Collaboration on Critical Questions in Child Psychotherapy: A Model Linking Referral, Assessment, Intervention, and Evaluation

Article excerpt

SOCIAL WORKERS HAVE ALWAYS BEEN interested in helping clients change. The evolution of new modes of intervention has facilitated rapid outcomes on the one hand (Marks, 1987; Ost, Salkovskis, & Hellstrom, 1991) and an increase in emphasis on valuative and comparative studies of treatment efficacy on the other hand (Garfield, 1983; Kazdin, 1982, 1986). The issues of the client's right to effective treatment and the therapist's responsibility to provide that treatment have gained crucial attention in psychotherapy in general and in social work in particular (Alford & Beck, 1997; Bergin & Garfield, 1994; Bloom, Fischer, & Orme, 1995; Chambless et al., 1996; Curtis, 1996; Giles, 1993; Klerman, 1990).

Myers and Thyer (1997) identify several ways for clinicians to facilitate effective treatment. Among them are: using criteria from the Task Force on Promotion and Dissemination of Psychological Procedures (1995), employing stages to categorize empirical validation (Curtis, 1996), basing treatments on outcome studies (Chambless et al., 1996; MacDonald, Sheldon, & Gillespie, 1992), or learning from meta-analyses (Gorey, 1996; Kazdin, 1988).

Schools of social work have contributed to the dialogue and research on effective treatment strategies in a number of ways: (1) achieving a clearer and more concrete definition of target problems (Stein & Gambrill, 1977); (2) demonstrating a greater willingness to pursue goals of a modest scope (Reid, 1978); (3) instituting baseline and outcome measures (Kazdin, 1988); and (4) the inclusion of all of the above in social work studies and professional training (MacDonald et al., 1992; Tutty, 1990).

One of the largest populations with whom social workers are involved are children, who encompass more than 50% of referrals to social welfare services. Recent epidemiological studies indicate that from 17% to 22% of children and young people under 18 years of age suffer from developmental, emotional, or behavioral problems (Kazdin, 1994).

Children are a population at high risk for developing behavioral and emotional problems for several reasons:

1. The normal basis of most childhood disorders. The majority of childhood disorders begin as developmentally normal problems and become deviant when they persist longer than expected (e.g., bed-wetting becomes enuresis) or when they increase instead of decrease in frequency (e.g., sleep problems become sleep terror disorder) (Mash & Terdal, 1988; Ronen, 1997).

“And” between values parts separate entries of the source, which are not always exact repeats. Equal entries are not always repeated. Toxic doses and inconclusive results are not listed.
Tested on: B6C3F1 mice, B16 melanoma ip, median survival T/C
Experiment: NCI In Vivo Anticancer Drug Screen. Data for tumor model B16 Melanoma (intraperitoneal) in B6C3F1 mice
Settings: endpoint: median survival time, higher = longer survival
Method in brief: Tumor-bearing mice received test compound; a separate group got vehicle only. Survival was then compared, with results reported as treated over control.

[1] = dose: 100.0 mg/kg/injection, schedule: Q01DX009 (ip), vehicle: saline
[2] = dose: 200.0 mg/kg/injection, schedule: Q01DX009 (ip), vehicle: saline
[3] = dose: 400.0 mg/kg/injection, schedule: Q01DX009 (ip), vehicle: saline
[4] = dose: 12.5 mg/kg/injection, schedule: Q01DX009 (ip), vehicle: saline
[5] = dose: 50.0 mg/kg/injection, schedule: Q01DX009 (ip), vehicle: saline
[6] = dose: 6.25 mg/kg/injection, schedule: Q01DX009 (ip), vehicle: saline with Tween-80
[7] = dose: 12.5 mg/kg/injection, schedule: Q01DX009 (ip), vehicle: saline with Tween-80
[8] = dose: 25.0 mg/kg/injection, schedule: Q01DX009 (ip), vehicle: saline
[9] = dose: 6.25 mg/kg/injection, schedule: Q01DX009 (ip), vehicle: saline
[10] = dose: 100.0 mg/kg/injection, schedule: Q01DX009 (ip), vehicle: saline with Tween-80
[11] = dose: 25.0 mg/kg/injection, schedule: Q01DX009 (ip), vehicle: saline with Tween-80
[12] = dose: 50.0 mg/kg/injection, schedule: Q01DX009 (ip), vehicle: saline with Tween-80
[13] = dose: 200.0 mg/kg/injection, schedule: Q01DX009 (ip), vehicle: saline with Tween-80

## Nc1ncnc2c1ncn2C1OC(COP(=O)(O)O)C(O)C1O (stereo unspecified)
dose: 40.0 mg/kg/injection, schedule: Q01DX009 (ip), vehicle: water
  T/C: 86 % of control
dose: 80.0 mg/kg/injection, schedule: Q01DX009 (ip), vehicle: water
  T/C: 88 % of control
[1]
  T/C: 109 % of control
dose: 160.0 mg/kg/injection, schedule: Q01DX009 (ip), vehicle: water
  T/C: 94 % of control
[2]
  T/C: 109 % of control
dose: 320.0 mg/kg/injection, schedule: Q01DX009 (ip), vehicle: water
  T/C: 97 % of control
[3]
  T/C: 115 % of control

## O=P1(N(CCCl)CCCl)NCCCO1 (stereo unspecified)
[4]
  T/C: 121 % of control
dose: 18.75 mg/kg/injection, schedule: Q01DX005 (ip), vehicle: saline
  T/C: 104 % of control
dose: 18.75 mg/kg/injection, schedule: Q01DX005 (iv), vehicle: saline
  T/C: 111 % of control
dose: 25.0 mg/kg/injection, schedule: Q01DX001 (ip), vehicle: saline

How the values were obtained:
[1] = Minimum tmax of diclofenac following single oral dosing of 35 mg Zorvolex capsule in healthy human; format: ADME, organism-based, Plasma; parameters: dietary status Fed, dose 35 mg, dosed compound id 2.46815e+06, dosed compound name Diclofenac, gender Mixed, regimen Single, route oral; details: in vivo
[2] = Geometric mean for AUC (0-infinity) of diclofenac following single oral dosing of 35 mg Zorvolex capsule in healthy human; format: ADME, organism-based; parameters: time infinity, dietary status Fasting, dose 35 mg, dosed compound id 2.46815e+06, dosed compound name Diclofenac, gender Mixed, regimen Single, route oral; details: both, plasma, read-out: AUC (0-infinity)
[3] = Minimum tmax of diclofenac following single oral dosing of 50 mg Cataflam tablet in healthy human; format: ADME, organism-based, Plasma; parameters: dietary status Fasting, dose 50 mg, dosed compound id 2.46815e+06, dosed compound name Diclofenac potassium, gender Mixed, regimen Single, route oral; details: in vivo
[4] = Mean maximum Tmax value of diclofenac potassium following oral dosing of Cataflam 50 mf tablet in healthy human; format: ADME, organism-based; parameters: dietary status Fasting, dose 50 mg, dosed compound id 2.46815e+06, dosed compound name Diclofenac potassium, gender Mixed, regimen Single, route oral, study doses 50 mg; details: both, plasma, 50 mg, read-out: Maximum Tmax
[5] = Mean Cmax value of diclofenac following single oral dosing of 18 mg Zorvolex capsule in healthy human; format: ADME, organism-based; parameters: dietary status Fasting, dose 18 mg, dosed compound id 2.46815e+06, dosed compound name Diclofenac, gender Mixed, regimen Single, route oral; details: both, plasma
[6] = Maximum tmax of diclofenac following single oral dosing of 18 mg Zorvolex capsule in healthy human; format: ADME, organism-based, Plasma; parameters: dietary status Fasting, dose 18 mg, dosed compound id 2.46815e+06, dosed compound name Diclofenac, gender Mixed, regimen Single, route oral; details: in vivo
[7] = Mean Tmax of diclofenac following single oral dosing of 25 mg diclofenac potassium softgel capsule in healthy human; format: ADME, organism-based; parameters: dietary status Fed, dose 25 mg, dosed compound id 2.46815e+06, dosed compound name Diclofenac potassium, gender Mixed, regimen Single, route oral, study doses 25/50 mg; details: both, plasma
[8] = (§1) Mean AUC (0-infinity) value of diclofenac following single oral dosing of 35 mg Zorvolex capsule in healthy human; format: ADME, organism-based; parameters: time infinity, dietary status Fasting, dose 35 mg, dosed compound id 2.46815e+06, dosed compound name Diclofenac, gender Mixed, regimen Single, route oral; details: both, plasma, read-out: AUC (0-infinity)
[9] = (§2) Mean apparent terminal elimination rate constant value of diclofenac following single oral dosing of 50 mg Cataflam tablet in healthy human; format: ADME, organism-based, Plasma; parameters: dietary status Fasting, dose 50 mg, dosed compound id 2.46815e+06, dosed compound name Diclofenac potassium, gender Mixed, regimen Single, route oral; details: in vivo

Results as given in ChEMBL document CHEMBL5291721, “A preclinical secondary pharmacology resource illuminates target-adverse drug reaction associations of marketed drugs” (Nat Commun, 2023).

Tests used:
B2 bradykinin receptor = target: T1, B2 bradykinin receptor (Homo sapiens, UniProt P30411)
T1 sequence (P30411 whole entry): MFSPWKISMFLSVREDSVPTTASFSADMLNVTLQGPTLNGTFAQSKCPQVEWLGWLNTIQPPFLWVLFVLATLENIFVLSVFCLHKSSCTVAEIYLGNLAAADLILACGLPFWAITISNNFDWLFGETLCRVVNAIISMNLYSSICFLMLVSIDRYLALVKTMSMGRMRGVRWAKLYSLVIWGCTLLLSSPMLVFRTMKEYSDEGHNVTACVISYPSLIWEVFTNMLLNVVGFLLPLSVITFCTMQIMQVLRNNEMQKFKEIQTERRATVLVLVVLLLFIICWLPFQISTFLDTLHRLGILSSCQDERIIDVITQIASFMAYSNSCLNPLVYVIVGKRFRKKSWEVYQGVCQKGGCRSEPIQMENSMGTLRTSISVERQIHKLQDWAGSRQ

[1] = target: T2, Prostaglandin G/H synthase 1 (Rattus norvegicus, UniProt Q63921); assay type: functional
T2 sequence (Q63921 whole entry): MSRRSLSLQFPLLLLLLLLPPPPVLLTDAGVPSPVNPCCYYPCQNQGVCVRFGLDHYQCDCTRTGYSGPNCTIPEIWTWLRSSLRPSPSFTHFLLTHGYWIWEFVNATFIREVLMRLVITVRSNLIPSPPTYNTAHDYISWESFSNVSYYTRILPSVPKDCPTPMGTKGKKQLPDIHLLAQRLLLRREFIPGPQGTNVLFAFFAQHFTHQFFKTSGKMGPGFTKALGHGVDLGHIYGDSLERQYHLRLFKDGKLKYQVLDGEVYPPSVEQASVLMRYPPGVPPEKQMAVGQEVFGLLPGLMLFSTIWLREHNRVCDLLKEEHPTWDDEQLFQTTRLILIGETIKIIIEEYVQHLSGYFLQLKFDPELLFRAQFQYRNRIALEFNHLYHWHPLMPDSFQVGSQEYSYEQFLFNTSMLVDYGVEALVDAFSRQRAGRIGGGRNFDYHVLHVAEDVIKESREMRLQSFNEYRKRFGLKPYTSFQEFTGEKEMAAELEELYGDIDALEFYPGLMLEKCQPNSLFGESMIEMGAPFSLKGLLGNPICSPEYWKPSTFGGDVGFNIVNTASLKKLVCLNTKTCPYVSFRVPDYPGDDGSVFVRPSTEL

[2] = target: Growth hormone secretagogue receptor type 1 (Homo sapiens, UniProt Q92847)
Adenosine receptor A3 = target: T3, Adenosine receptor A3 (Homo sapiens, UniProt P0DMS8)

2. Spontaneous developmental changes. Children undergo constant and rapid changes in motoric, emotional, and cognitive skills. This instability can be at the root of children's behavioral and emotional disturbances (e.g., mood shifts and anger in adolescence).

3. Children's dependence on and vulnerability to caregivers. In addition to the development of independent childhood disorders, many children are in need of intervention due to difficulties in their interactions and relationships with others, usually adults, in their environment. This situation is exacerbated when those same adults who should be protecting children are the ones responsible for their distress (e.g., by neglecting and abusing them).

In view of the fact that one of the critical predictors of adult mental health problems is childhood disorders (Kazdin, 1988), the issue of applying effective intervention in childhood and adolescence becomes crucial. Kazdin's review of over 230 different techniques for child and adolescent therapy revealed that the great majority of these techniques have never been studied and, therefore, have never been shown to be effective.

Throughout their growing years, children encounter many professional figures (e.g., nurses, teachers, counselors, educators, pediatricians), but social workers in social welfare agencies are the only figures who assist children with personal or familial difficulties throughout all their life circles--family, school, peers--and at all stages of their development--infancy, childhood, adolescence, and adulthood (Ronen, 1995b, 1998; Rose & Edelson, 1988). …